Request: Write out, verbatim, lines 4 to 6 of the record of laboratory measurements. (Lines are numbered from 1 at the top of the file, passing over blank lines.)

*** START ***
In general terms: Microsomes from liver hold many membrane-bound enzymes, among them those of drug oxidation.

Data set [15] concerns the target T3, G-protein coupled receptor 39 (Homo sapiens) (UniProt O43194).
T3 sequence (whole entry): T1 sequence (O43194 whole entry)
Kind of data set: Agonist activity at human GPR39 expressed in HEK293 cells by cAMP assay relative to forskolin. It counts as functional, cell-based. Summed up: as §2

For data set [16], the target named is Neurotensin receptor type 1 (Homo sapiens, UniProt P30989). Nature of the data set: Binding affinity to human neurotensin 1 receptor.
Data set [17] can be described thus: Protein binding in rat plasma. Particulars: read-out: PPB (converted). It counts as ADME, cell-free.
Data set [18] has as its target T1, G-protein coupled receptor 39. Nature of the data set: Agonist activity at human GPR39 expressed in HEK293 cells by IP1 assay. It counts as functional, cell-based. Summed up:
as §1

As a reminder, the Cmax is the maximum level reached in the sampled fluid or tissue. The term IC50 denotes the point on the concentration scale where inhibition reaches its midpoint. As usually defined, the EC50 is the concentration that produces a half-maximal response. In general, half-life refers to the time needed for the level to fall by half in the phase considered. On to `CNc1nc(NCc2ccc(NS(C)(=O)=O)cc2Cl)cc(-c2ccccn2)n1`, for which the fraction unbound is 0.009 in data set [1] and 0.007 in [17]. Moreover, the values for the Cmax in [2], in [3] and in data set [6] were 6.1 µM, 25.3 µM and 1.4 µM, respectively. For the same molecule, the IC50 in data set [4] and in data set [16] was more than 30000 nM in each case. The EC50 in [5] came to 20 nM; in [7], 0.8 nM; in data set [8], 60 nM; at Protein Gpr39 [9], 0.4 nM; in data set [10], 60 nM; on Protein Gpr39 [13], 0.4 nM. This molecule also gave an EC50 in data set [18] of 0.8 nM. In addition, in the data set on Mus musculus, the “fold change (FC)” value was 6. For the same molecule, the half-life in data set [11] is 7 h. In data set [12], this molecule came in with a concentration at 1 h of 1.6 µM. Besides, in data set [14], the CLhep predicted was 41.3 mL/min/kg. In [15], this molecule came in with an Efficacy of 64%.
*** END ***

Kind of data set: Agonist activity at human GPR39 expressed in HEK293 cells by cAMP assay relative to forskolin. It counts as functional, cell-based. Summed up: as §2

For data set [16], the target named is Neurotensin receptor type 1 (Homo sapiens, UniProt P30989). Nature of the data set: Binding affinity to human neurotensin 1 receptor.
Data set [17] can be described thus: Protein binding in rat plasma. Particulars: read-out: PPB (converted). It counts as ADME, cell-free.